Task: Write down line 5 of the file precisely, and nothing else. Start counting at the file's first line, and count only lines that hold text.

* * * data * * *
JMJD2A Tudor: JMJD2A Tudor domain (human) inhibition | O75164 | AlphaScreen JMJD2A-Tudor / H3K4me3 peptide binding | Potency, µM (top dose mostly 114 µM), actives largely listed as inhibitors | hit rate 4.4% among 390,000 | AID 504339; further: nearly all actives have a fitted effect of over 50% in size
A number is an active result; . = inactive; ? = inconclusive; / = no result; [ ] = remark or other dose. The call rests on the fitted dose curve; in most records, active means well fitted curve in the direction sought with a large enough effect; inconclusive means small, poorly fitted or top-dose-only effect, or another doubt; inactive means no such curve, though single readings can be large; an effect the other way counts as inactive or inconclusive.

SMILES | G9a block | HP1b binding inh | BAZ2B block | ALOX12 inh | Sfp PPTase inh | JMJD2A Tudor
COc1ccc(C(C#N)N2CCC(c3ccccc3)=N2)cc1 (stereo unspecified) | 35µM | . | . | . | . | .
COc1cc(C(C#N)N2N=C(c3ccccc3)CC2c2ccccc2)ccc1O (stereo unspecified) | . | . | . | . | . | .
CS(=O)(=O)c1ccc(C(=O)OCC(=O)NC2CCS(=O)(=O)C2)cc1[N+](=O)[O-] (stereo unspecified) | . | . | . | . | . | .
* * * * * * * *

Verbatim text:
COc1cc(C(C#N)N2N=C(c3ccccc3)CC2c2ccccc2)ccc1O (stereo unspecified) | . | . | . | . | . | .